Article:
Command center

The base will have a central command center, similar to a brain, that will be responsible for overseeing the entire operation to ensure everything functions smoothly. 

Communication systems

To keep the base functioning, there will be special systems for providing power and maintaining communication with Earth. These systems are essential because they will guarantee a steady supply of energy and allow the base to stay connected to our planet at all times.


Recognizing the challenges and risks of working on the Moon, China plans to use robots for many tasks that would be too dangerous or difficult for astronauts. These robots could be used for various purposes, such as exploring difficult terrain or conducting scientific experiments.

This comprehensive setup signifies China’s unwavering commitment not only to reach the moon but also to establish a long-term, sustainable presence there.

Ethical concerns about Skynet 

China’s Skynet has sparked a complex debate about public safety versus individual privacy. While the government and supporters believe it’s essential for maintaining order, safety, and solving crimes, critics worry about its broader impact on human rights and privacy.

One main concern is that Skynet could be used for mass surveillance. With facial recognition and monitoring capabilities, it raises privacy issues. Critics fear it could be misused to track dissidents, limit free speech, and restrict freedoms. This could discourage people from protesting or expressing criticism for fear of being watched and punished.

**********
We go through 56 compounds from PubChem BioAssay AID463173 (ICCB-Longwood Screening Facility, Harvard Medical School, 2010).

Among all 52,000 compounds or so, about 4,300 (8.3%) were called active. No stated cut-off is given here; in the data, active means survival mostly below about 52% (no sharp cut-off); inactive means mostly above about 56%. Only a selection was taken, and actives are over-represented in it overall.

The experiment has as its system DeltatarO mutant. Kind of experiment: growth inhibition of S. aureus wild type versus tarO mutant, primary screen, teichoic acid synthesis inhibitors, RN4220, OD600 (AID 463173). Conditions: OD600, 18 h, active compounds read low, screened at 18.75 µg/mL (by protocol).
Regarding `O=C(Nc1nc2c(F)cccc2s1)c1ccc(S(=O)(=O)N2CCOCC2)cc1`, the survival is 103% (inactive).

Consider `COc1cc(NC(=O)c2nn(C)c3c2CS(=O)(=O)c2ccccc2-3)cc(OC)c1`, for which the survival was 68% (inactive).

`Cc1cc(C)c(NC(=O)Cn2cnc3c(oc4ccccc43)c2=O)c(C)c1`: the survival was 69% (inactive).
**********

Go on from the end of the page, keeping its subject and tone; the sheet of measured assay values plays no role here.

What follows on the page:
Skynet surveillance on the Moon 

China’s plans to extend a surveillance network to the Moon raise more ethical concerns, especially regarding the governance of space and individual rights there. 

This pushes the conversation into new territory, prompting questions about applying Earth’s laws and ethics in space, protecting individual rights in space environments, and how international cooperation can ensure space remains peaceful and inclusive for exploration.

Countries are racing to the moon

Countries around the world, especially China and the United States, are in a competition to build bases on the Moon’s south pole. The United States is concerned that China’s technology and secure base could give them a major advantage in space. 

This is not just a concern about who has the best technology, but also about how countries will use space in the future and whether they will follow the rules that have been set up.

As both China and the United States move forward with their plans for the Moon, it is becoming increasingly important to have discussions about the ethical, legal, and cooperative aspects of space exploration. These discussions are necessary to create a framework that promotes transparency, cooperation, and the peaceful use of resources in space.